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Harleian MS. 279 (ab 1430) - .Cj. Eyron en poche. - Eggs Poached

.Cj. Eyron en poche. - Eggs Poached This is one of the first recipes that I have run across in  Two fifteenth-century cookery-books : Harleian MS. 279 (ab 1430), & Harl. MS. 4016 (ab. 1450), with extracts from Ashmole MS. 1439, Laud MS. 553, & Douce MS. 55 by Thomas Austin  that specifies to "poach" the food.  I love poached eggs and I have been holding on to this recipe as a "reward" for making a couple of dishes that I was not sure I would enjoy.  Poaching is a cooking method where moist heat is used to gently cook the food. This method of cooking food can trace it's origins back to ancient times, one of the oldest cookbooks, Apicius's " De re Coquinaria" the cook is instructed to cook several dishes in liquid.   Le viandier de Taillevent   one of the earliest printed  cookery books introduced poaching to a larger audience, however, poaching became more prevalant in the 17th century. I learned how to poach eggs from my grandmoth

Harleian MS. 279 (ab 1430) - lvij - Charlet a-forcyd ryally - Pork Reinforced Royally

lvij - Charlet a-forcyd ryally - Pork cooked in milk Reinforced Royally This is the second of the "charlette" dishes found in  Two fifteenth-century cookery-books : Harleian MS. 279 (ab 1430), & Harl. MS. 4016 (ab. 1450), with extracts from Ashmole MS. 1439, Laud MS. 553, & Douce MS. 55 by Thomas Austin , and the one that was least preferred of the taste testers.   The almond milk created a finer curd then the regular milk when it was tempered with the wine, resulting in a much finer "grain" to the sliced product. This would have been a very costly dish to make with the addition of ginger, galingale, sugar and the large quantity of saffron used.  It is my belief that this was a dish to show off the wealth of the host, and not necessarily a dish that would have been eaten "every day". This dish was the least favorite of all of the dishes that I have attempted to reinterpret and that says a lot considering the doozy's I have found;  Cxxx

Harleian MS. 279 (ab 1430) -.lvj. Charlette - Pork Custard

.lvj. Charlette - Pork Custard Todays culinary adventure from  Two fifteenth-century cookery-books : Harleian MS. 279 (ab 1430), & Harl. MS. 4016 (ab. 1450), with extracts from Ashmole MS. 1439, Laud MS. 553, & Douce MS. 55 by Thomas Austin  was a pair of related dishes consisting of meat cooked in milk.  The name itself means meat-milk --char - for flesh and lette for milk.  The first dish was a bit more favorably received then the second dish. There are recipes for dishes called "milk meats" similar to   Milke Rostys . This might make a good breakfast dish, but it is thoroughly unappetizing to look at and I'm afraid the modern diner might have to be "talked into" giving it a try. In fact, we did place this on our list of least favorite dishes that we have tried and on the "too period for modern tastes" list. That being said, you should try this recipe if for nothing else, the experience of putting this dish together. I'm sure a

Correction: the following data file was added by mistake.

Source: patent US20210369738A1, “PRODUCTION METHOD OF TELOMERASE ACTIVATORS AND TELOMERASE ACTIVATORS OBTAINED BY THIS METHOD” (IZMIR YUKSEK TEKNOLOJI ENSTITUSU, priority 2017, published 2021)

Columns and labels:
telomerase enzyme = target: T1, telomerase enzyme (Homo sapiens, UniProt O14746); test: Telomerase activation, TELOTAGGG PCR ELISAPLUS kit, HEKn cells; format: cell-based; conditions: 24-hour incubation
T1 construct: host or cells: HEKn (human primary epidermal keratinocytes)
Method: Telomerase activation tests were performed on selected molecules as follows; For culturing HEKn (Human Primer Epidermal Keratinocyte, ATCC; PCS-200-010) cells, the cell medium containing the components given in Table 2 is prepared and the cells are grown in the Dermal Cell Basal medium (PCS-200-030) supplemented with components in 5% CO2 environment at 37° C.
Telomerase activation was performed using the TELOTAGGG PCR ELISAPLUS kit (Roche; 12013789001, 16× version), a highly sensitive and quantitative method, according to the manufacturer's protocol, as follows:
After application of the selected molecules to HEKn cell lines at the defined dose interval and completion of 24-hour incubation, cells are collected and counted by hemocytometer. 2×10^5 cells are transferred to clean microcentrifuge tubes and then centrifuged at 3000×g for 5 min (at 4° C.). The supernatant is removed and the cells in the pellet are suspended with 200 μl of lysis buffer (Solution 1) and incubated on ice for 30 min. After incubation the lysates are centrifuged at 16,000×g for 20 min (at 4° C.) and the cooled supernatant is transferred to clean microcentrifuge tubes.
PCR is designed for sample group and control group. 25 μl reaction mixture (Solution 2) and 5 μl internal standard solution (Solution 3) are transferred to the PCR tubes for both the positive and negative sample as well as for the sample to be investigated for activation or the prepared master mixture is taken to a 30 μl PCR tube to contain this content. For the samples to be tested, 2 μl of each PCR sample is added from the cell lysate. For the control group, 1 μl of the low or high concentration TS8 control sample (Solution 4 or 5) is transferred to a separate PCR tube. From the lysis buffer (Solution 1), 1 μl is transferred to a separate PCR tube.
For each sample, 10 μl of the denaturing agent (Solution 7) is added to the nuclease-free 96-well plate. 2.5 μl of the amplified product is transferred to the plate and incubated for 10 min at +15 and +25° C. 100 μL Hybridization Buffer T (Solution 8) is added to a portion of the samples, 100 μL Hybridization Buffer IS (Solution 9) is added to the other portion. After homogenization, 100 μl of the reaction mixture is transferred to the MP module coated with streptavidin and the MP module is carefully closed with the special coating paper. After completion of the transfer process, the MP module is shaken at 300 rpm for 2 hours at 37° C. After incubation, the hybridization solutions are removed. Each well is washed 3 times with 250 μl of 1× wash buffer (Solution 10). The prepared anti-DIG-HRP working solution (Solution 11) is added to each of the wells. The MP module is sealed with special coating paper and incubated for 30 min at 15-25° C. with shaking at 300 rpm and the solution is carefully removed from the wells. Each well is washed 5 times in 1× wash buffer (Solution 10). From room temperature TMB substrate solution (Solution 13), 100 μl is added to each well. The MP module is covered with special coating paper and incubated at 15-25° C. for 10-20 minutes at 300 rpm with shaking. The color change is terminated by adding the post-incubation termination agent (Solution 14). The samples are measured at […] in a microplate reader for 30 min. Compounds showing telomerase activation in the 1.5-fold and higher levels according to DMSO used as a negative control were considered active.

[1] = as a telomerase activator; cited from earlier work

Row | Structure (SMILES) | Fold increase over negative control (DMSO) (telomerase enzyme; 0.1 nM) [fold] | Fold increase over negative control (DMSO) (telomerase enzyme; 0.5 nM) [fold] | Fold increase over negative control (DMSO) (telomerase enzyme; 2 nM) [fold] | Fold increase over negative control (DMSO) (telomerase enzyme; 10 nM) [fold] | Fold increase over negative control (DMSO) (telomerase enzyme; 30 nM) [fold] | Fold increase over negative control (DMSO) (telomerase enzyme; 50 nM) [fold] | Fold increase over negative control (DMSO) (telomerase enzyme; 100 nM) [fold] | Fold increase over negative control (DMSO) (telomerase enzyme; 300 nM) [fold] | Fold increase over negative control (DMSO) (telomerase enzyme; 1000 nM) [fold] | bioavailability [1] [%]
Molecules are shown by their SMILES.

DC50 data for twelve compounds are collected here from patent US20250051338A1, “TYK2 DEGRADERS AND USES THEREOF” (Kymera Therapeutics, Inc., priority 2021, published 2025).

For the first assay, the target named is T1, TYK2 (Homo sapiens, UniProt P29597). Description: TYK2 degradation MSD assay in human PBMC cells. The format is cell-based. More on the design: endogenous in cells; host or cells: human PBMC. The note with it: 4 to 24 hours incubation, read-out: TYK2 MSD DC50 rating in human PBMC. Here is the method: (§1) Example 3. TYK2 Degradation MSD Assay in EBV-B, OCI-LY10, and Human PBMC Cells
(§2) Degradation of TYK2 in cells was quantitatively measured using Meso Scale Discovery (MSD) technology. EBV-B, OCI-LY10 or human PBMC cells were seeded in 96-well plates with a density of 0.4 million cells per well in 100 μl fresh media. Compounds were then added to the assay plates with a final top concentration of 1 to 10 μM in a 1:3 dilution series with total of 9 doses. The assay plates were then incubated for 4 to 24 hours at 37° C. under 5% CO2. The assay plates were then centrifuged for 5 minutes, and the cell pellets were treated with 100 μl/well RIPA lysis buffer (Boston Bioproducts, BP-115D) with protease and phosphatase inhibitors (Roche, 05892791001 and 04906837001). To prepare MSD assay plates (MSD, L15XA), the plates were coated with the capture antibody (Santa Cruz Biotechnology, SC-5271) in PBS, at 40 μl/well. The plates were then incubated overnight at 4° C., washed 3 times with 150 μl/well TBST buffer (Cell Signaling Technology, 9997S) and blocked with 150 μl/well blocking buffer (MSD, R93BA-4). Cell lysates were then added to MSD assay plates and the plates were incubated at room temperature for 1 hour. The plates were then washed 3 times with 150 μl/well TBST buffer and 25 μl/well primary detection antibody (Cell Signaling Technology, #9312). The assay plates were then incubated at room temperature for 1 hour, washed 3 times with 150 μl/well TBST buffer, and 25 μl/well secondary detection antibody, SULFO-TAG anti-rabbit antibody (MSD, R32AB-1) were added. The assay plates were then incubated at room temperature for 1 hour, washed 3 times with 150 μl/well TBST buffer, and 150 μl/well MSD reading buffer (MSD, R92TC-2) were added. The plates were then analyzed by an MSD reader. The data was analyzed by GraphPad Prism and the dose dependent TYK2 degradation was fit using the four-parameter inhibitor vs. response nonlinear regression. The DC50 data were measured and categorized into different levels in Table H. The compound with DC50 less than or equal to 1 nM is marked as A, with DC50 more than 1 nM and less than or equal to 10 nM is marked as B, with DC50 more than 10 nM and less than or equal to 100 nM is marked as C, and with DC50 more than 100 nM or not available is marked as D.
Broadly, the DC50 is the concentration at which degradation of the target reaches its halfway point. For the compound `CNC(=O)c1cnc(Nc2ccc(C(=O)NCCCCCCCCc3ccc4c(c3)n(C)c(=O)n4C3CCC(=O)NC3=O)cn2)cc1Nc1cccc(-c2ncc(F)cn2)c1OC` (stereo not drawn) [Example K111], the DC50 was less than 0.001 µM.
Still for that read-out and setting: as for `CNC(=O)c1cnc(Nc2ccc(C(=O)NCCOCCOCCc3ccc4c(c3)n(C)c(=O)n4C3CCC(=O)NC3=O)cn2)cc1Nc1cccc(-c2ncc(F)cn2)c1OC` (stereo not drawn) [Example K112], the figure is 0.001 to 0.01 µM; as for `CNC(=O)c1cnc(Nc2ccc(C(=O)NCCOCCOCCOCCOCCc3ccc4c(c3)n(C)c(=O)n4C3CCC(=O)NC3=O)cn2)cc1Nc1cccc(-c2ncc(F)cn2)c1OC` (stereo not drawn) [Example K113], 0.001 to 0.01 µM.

Harleian MS. 279 (ab 1430) - .xxiiij. Drawyn grwel - Tempered Gruel

Harleian MS. 279 (ab 1430) - .xxiiij. Drawyn grwel - Tempered Gruel The picture does not do the dish justice. It was much browner in the bowl. Earlier this week I posted the recipe for . vij. Gruelle a-forsydde , or Gruel Reinforced, meaning that the gruel had been fortified with meat. That was the first of two recipes for gruel found in " Two fifteenth-century cookery-books : Harleian MS. 279 (ab 1430), & Harl. MS. 4016 (ab. 1450), with extracts from Ashmole MS. 1439, Laud MS. 553, & Douce MS. 55 by Thomas Austin ". This is the second that I reinterpreted. The same caveats apply, I did not go through the process of straining the dish, and the dish as I have created it is much meatier then what would probably expect in period.  Of the two recipes that I tried this one was the favorite. The commentary from the taste testers as this was cooking was "it smells like biscuits and gravy in here!" When it came time to testing we engaged in spoon war's t

Harleian MS. 279 (ab 1430) - .vij. Gruelle a-forsydde - Gruel Reinforced

vij. Gruelle a-forsydde - Gruel Reinforced Much to my shame, I am hesitant to admit that I have been avoiding interpreting this dish because the thought of a savory oatmeal soup like dish was not appealing to me. I as a diner would probably turn up my nose should such a dish be served to me. Somehow, what I had pictured in my head and what eventually ended up in the bowl were two entirely different things. I have been humbled and have learned a lesson. Two recipes of note appear early in   Two fifteenth-century cookery-books : Harleian MS. 279 (ab 1430), & Harl. MS. 4016 (ab. 1450), with extracts from Ashmole MS. 1439, Laud MS. 553, & Douce MS. 55 by Thomas Austin " for "gruel".  The thought of a thin porridge of soup consisting of a meal of grains, specifically oatmeal, in this case doesn't sound very appetizing, does it? Gruel can be made with any kind of meal; rye, oats, wheat or rice which has been boiled in water, milk or almond milk.  The differe